Wednesday, August 06, 2008

Adam of Macedonia

At the beginning there was the Earth. And it turned into clay. Then it shaped into a figurine, the hands which created it – divined it, and gave it a name – Adam. A small ceramic figurine of a male torso, in a seated position, has been creating a real turmoil in the scientific community since a couple of years ago. This figurine was excavated at the turn of the millennium, from the archeological site of Govrlevo (Skopje, Macedonia). This figurine is dated to be some 6000 years old, and represents one of the most unique archeological finds in the world. It has received the epithet of a millennial find.

According to Milos Bilbija, the archeologist who excavated this miraculous figurine: “the maker’s inventiveness is strongly suggestive to the extent that the modern observer can easily recognize a 6000-year-old message in it”. At times it reminds of the famous sculpture by Rodin - The Thinker; however, Adam of Macedonia offers an unusually artistic craft in shaping this male torso in a seated position, with an accentuated anatomy, deeply redrawn belly, as if the figurine was trying to point at some kind of a diaphragmatic breathing, and there is even a broken phallus.

When you take a look at this figurine, you simply cannot remain indifferent to its contextual message. The incompletely preserved expression of a human male, caught in the moment of either diaphragmatic breathing is one of the most important foundation practices for meditation. When the diaphragm muscle contracts, it pulls the bottom of the lungs downward, causing them to fill, while the ribs flare outward to the sides. The chest and abdominal muscles are not used in diaphragmatic breathing. Conscious diaphragmatic breathing is extremely relaxing to the autonomic nervous system and is essential preparation for deep meditation.


Is it possible that at the time when the Great Mother’s cult was in full bloom in Macedonia, a unique and admirable object of such importance for our understanding of spirituality can be produced by the hands of those who apparently have marked the most curious epoch of human existence, that of the matriarchate. This in itself is a very untypical discovery for the period, since it is strange to see that the Great Mother Goddess, who could hear all the prayers of the people and could provide soothing to their troubles, would allow a precise depiction of the male spirituality to appear in the figurine of Adam, thus juxtaposing the representative elements of the culture as a whole. Could it be that there was a balance of sexes in Macedonia, way before one of them claimed dominance over the other?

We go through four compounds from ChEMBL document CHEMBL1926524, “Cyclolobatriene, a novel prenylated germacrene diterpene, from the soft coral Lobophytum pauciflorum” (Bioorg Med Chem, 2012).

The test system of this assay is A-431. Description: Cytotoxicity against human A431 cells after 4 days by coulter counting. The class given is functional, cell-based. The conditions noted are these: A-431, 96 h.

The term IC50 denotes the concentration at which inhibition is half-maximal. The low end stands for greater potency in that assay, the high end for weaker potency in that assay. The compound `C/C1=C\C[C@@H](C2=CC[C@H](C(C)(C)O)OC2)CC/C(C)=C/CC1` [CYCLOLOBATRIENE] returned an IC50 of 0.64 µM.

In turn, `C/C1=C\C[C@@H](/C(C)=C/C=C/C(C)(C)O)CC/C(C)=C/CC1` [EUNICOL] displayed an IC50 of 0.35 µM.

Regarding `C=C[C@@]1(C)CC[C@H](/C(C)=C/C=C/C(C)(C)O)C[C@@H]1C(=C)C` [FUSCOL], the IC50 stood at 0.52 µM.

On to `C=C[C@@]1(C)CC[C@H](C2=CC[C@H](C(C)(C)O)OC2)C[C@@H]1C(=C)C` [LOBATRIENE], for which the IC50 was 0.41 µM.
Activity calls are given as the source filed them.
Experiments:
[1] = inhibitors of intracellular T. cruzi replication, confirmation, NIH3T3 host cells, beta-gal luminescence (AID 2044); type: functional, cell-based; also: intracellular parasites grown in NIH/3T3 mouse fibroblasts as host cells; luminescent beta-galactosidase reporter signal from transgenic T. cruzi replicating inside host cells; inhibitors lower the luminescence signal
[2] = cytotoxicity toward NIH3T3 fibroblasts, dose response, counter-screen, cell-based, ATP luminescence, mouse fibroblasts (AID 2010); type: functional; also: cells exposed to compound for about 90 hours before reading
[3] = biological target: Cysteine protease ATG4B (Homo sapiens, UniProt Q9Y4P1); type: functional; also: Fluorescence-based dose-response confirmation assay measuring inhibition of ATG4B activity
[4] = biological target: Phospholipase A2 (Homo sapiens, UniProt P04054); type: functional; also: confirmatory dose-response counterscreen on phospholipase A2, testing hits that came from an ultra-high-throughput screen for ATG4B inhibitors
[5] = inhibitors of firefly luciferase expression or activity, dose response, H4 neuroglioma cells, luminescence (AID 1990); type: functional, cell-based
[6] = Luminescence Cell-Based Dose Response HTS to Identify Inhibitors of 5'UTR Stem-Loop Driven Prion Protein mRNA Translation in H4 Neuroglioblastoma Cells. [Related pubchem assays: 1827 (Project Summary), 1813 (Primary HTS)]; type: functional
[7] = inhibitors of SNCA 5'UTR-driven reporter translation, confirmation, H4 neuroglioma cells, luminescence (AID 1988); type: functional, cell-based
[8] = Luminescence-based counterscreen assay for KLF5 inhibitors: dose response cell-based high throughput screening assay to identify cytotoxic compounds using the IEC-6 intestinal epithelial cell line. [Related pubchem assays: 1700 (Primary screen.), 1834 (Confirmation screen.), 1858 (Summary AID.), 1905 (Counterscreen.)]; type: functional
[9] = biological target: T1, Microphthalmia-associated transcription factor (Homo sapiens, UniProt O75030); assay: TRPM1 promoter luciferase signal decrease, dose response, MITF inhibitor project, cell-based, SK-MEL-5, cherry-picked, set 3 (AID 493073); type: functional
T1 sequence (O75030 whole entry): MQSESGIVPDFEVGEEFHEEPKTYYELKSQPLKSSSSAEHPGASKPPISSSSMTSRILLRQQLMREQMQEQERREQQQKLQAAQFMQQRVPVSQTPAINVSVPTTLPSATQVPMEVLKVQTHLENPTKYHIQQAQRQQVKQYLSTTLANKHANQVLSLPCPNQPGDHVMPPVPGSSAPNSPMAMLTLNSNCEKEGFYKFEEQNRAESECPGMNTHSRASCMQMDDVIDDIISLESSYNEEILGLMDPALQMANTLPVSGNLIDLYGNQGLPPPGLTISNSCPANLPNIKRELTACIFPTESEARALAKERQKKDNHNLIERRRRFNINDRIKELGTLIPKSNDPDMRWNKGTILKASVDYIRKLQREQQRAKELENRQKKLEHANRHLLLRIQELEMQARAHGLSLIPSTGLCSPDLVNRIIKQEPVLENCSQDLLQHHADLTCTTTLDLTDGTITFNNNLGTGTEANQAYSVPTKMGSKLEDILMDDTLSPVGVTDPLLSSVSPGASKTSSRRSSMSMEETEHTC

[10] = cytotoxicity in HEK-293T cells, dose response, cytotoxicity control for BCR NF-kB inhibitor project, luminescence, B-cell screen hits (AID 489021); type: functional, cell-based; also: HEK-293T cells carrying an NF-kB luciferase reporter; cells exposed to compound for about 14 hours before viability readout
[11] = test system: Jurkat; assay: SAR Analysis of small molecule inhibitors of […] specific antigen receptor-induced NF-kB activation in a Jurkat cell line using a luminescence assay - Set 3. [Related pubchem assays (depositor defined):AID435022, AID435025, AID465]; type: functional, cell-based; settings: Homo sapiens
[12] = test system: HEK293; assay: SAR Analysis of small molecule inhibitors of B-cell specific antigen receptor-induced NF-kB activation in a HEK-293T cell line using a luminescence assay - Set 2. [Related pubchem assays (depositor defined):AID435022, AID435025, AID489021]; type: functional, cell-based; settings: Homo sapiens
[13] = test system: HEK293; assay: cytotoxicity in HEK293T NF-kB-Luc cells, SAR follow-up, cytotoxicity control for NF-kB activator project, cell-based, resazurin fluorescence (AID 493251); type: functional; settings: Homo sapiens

At only a hand-distance from civilization, on the other side of the Vodno peak, down the silent slopes from behind Skopje, where only the symbols speak their taciturn tales, Adam of Govrlevo is trying to communicate a message, as old as time itself. In the history of Arts almost all figurines from prehistory are symbolic in nature and convey a kind of philosophical viewpoint of the culture that produced them.

Adam of Macedonia was created in an epoch where the words, as we know them, would have no meaning. Everyone would agree that the explanation for Adam’s existence is at hand; however, his enigma still remains intangible to many. For the time being, we have several conflicted viewpoints of professionals in the field of archeology. If we assume that with the accentuation of the anatomy, the prehistoric inhabitants of Macedonia would leave a more significant message through Time, then we may need to reconsider the spiritual dimension of human existence.

Have you ever tried to make a human-like figurine, which would depict your complete viewpoint and your personal experience of the world as such? You would probably notice that you need a lot of love, care and attention, as well as skills to perform such a miracle. This finding is of priceless value, and has already been registered as a monumental masterpiece with an explicitly realistic art form, and can be seen at the Museum of the City of Skopje.

translation by writer Perica Sardzovski

this post is also available in Macedonian


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